One benefit to my position of stressing that the Creeds are integral even to the pre-critical reading of Scripture is that I import natural theology, or metaphysics, back into how we read Scripture. A conservative canonical or narrative theologian defending a pre-critical reading of Scripture who sticks with Barth's aversion to natural theology is in an untenable position.

At 11:32 PM, Blogger The Anglican Scotist said...

Ah well--it seems my position has migrated somewhat from "Scripture needs to be interpreted with philosophical notions not present in Scripture" to this: "Scripture needs to be interpreted with philosophical notions not present in the intentions of its authors, but implicit in the 'wide content' of Scripture," where we might never get a final fix before the Eschaton of what that wide content includes.

At 10:59 PM, Blogger Derek the Ænglican said...

Yes. I'll certainly agree with this last formulation. I think it has the precision that you were originally lacking even if it didn't end up exactly were you started. I would also agree with your points 1 and 2 a few posts above. Scripture must be interpreted; there are disagreements on the literal level between many texts of Scripture. Some of these can be reconciled when look at from different perspectives as suggested by their contexts but there are certainly some broad understandings about God and how God works that don't fit together very easily.

Now--on to the charge you leveled about tradition. Shall we start up a new thread? :-) If so I warn you that Auggie's De Doctrina Christiana bk. 4 will play a large role in establishing a real example of "pre-critical" exegesis--a term often used without a clear referrent...

At 10:02 AM, Blogger Joe said...


Good've got them there...and I think that it is in that way that they must be engaged on this issue. Most of them don't know the way that their current appeals to tradition are an abuse. They would be open to debate in this area in a way that, for example, the Romans would not (although their position has problems of its own.)

Grace and Peace,

At 2:19 PM, Blogger The Anglican Scotist said...

Take Augustine as an example of pre-critical Bible interpretation? Oh. Augustine is formidible; I hesitate. But then, why not? You're on. I'll cook up another thread on De doctrina Ch.4.

At 4:47 PM, Blogger Derek the Ænglican said...

Excellent. I'm ready when you are...

At 10:31 PM, Anonymous Anonymous said...


Do you seriously think that Radner or Kimel or any other thoughtful conservative (especially those of a more high-church bent) would disagree with you? Sure, you can find conservatives who make naive appeals to the plain sense of Scripture. And if you want to pick on them, go ahead. Similarly, we can rage against the reductionistic inanities of Bishop Spong until we have reached a fine warm glow of righteous indignation. But none of this really gets us anywhere. Surely you know that the conservative case does _not_ rest on any "plain sense" of Scripture devoid of philosophy or tradition. On the contrary, we hold the position we do precisely because our reading of Scripture is backed up by classical Christian thinking about human nature and the purpose(s) of sexuality _and_ by the unanimous consensus of the Christian exegetical tradition. Furthermore, if you appeal to the authority of the Church, then you have not only Rome but all the ancient Sees against you.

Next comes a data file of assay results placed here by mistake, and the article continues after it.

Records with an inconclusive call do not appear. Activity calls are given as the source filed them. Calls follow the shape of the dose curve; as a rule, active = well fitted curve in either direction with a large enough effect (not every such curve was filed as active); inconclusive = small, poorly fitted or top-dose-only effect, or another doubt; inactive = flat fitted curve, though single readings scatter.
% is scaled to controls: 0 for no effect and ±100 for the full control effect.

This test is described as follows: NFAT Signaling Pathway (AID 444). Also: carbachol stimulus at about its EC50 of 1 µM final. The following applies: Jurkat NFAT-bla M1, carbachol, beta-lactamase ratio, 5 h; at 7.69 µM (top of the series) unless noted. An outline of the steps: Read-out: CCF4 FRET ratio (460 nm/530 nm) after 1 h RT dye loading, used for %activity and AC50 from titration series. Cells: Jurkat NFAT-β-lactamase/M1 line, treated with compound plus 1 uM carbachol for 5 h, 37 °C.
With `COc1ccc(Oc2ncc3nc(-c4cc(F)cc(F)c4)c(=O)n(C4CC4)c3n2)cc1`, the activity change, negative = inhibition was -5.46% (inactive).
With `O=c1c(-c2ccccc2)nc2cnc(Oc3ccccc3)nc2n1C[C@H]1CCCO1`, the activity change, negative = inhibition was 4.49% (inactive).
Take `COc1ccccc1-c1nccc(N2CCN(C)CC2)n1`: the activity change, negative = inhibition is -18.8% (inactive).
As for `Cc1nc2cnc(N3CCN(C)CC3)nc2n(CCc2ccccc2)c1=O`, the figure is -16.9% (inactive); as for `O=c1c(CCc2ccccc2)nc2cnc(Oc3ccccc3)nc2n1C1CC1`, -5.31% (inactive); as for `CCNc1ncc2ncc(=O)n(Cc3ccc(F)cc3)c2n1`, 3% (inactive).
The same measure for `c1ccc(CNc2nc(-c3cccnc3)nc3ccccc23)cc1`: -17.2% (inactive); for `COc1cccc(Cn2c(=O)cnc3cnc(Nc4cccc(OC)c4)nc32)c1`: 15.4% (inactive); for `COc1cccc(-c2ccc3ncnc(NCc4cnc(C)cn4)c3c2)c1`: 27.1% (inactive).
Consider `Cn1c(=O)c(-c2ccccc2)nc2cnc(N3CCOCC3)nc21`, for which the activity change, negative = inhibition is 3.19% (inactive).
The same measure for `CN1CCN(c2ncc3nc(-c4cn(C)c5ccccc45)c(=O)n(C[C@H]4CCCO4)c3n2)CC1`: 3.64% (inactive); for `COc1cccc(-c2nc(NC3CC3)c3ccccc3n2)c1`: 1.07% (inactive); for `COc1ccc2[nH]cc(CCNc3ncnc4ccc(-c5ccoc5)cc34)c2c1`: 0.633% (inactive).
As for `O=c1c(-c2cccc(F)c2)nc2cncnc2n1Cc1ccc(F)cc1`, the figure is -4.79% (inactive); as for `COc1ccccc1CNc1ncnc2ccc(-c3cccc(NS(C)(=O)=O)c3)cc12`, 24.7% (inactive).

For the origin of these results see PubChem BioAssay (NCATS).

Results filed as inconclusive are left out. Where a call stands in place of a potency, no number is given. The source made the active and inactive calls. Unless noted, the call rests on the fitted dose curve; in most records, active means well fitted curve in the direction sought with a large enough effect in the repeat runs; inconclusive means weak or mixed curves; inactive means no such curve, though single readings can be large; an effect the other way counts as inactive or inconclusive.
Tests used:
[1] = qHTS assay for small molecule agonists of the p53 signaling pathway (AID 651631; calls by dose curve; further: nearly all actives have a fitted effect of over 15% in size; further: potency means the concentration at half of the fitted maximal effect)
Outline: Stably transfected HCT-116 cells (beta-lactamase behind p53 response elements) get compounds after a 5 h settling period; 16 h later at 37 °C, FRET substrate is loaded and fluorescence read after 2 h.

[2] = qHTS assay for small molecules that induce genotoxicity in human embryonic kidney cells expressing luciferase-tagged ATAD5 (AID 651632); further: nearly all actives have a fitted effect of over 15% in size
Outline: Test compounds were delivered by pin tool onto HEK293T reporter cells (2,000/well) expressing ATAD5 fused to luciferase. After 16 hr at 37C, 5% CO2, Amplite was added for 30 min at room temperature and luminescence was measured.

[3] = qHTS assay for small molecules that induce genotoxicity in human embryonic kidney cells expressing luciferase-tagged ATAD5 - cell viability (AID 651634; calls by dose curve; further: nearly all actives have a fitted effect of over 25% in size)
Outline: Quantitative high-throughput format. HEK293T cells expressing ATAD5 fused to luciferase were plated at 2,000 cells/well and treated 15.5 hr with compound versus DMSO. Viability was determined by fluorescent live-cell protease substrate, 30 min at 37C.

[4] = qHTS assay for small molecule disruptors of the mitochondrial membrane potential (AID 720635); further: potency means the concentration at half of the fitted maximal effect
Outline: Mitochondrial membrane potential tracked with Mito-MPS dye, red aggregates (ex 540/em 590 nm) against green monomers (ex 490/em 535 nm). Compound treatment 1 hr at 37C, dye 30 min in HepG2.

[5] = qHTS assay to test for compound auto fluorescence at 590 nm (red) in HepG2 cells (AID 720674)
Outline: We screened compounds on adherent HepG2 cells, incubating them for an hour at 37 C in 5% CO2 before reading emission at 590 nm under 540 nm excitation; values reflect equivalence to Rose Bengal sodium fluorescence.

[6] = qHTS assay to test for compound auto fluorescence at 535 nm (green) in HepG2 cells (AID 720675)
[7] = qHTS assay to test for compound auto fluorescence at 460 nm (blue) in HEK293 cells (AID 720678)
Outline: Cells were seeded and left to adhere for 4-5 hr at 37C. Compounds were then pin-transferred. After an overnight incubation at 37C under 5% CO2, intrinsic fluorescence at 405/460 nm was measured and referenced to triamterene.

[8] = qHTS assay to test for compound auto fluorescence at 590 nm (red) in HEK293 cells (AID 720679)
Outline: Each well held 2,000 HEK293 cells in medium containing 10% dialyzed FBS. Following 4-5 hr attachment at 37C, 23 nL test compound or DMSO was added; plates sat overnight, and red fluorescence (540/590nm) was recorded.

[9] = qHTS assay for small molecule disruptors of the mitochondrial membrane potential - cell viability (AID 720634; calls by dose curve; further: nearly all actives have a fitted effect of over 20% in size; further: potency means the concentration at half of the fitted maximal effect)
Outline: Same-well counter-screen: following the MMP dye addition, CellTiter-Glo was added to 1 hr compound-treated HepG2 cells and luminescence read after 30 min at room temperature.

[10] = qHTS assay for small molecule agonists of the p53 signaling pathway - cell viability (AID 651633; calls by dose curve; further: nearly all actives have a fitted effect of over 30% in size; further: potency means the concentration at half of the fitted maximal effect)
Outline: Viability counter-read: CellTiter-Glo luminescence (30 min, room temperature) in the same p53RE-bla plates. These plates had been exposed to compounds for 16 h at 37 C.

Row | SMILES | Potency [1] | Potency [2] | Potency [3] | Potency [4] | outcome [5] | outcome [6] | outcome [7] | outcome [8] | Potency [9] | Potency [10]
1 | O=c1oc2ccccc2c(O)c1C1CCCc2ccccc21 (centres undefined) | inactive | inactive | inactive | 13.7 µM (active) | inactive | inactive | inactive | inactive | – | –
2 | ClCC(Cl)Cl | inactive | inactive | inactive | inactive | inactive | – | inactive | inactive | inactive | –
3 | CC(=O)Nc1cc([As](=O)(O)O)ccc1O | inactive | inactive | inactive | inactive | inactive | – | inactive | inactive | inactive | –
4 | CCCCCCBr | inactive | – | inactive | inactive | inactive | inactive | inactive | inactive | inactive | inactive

The fundamental question at stake in the homosexuality debate is a philosophical, not an exegetical one: what is the telos of human sexuality, and can sexual relationships between members of the same sex possibly contribute to that telos? As Christians, we pay supreme and final deference to Scripture in answering that question. But of course it can't simply be answered by an appeal to a transparent "plain sense" of Scripture. You are attacking a straw man here, and it will get you nowhere.


At 1:43 AM, Blogger The Anglican Scotist said...


Sure, Radner is respectable, but no philosopher--his thinking derives from neo-orthodoxy, best I can tell: Barth at a few removes. Moreimportantly, he isn't my principal target. Some at the ACI do entertain notions of Scripture's plain sense; many more who are not academics on the right have such notions, no?

You are right I think to callattention to philosophy--the telos served in sex is the eschatological union of humanity and God, our ultimate satisfaction, of which sex is a merest foretaste. Homosexuality, I think, is not a priori precluded by that telos.

At 11:36 AM, Blogger Pontificator said...